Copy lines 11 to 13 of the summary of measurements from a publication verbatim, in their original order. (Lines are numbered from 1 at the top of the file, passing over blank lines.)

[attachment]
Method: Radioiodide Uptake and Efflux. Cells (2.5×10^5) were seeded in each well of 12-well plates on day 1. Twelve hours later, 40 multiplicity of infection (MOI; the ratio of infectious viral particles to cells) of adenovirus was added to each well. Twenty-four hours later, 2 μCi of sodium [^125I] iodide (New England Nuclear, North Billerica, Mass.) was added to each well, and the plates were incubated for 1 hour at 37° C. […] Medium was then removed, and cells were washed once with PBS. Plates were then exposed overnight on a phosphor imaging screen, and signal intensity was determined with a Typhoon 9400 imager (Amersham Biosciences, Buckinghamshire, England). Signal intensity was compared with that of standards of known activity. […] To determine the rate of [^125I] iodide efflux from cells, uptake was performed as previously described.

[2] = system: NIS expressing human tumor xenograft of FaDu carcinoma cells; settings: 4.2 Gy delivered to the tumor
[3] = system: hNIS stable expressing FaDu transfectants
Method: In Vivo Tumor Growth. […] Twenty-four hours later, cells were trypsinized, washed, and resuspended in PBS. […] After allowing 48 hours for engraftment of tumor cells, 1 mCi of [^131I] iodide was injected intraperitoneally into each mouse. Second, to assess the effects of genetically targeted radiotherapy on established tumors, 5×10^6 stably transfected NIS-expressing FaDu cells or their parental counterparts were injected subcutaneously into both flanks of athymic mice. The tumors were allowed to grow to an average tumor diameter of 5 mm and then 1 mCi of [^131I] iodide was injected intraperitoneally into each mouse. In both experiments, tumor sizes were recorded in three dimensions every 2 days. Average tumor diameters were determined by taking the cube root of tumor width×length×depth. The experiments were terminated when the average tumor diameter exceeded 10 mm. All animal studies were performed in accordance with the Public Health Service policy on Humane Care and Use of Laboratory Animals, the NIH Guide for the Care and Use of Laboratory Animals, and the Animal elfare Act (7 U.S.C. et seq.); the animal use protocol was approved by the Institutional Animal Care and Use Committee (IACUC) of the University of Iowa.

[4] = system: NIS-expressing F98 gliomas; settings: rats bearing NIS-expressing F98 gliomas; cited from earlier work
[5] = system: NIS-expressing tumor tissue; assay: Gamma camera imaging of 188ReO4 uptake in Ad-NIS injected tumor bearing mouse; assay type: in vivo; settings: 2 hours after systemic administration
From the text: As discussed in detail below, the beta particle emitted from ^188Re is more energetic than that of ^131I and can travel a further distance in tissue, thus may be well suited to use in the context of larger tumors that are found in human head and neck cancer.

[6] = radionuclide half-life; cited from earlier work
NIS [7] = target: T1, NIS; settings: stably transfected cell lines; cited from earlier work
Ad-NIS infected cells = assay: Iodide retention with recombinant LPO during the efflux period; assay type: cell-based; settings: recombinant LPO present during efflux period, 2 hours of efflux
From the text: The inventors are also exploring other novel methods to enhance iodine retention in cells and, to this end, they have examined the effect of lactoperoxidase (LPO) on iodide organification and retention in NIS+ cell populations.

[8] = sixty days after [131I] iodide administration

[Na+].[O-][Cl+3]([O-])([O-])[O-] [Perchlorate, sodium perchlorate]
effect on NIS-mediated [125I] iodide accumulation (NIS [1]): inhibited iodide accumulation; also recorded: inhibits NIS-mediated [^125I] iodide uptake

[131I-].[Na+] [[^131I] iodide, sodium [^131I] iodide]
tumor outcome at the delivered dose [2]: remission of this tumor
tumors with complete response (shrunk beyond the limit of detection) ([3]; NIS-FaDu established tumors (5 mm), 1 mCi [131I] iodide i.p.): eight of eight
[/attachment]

From the text: The inventors are also exploring other novel methods to enhance iodine retention in cells and, to this end, they have examined the effect of lactoperoxidase (LPO) on iodide organification and retention in NIS+ cell populations.

[8] = sixty days after [131I] iodide administration

[Na+].[O-][Cl+3]([O-])([O-])[O-] [Perchlorate, sodium perchlorate]